“Ganaxolone in Adult Focal Onset Epileptic Seizures:

    Marinus is currently conducting a Phase 3 clinical trial evaluating ganaxolone in adult patients with drug-resistant focal onset epileptic seizures. Marinus is onboarding four new geographies to double the number of study sites, and plans to enroll up to 300 patients in the United States, Australia, Bulgaria, Germany, Poland and Russia. Data from this Phase 3 study are anticipated in the second half of 2015.”


  5. Christian (MRNS) – In any case, it doesn’t look like ex-US sites will contribute the majority of patients. btw, I didn’t have time to add MRNS to today’s post, will try to publish next week.



  6. Hi Ohad, I am learning as I go here. Interesting stuff for sure. Are Accurin applications a competing drug delivery system or are they more complementary in terms of availability to multiple pharma cancer drug manufacturers? If competing do you have an opinion on which is more promising?


  7. Mike (BIND) – On paper, there is obviously room for other forms of targeted delivery especially if you want to use other payloads such as kinase inhibitors (will probably not work with ADCs). So far, BIND’s Accurins have failed to generate good efficacy data in humans but maybe future programs with different payloads and targeting moieties will be more effective.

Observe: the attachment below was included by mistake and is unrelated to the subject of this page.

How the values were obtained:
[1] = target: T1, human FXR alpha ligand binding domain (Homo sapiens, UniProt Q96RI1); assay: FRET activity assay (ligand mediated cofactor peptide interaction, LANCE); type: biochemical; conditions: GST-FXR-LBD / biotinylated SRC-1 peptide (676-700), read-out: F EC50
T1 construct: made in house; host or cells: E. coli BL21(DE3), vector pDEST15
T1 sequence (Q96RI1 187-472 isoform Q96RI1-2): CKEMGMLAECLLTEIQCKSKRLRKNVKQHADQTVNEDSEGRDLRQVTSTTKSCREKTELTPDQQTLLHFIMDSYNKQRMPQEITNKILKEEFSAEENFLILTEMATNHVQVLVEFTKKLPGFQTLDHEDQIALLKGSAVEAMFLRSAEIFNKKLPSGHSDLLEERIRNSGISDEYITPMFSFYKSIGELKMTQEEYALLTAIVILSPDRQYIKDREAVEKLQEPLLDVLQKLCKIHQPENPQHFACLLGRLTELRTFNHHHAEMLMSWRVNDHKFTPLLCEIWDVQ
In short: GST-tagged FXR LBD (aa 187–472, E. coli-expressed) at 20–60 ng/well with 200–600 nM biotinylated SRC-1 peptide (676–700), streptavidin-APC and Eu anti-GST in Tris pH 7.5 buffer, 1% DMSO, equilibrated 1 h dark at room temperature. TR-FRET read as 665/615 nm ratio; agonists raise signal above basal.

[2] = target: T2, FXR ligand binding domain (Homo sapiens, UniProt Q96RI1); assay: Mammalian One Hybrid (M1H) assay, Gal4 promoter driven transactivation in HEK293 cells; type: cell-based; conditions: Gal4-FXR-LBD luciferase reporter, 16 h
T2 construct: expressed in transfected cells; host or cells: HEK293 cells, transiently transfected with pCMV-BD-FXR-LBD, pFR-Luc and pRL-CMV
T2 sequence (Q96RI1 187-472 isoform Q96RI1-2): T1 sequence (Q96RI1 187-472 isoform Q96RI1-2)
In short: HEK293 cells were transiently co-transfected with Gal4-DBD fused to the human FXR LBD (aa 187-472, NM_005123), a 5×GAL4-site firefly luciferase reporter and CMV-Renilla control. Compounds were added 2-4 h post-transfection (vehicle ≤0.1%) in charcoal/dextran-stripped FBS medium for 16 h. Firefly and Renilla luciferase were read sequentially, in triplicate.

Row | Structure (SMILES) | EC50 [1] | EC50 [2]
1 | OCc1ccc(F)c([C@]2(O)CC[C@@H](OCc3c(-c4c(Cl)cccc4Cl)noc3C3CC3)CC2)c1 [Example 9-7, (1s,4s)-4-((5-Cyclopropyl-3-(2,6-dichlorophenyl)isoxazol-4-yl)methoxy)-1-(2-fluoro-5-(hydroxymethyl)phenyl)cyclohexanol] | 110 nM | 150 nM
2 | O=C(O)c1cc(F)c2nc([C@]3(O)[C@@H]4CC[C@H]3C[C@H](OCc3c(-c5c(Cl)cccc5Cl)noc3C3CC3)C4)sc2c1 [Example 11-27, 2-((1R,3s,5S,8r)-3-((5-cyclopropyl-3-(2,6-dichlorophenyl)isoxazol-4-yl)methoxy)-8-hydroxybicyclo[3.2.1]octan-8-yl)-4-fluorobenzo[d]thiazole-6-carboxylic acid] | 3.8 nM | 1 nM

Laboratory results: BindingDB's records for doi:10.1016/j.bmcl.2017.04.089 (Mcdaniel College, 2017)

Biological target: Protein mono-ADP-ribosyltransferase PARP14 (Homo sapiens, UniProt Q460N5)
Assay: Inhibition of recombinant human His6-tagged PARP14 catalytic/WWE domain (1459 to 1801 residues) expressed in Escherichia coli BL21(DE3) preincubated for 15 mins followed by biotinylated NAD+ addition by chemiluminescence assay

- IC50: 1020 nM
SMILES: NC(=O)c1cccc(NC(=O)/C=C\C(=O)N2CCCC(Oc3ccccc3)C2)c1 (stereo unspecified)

8. What about Anti-CD47 antibodies, a potential “Holy Grail” cancer therapy, capable of targeting ALL tumors?
    Trillium [TRIL] would benefit by positive results of Stanford University’s ultra-secret Anti-CD47 Phase 1 clinical trials, which should be released within the next 12 months.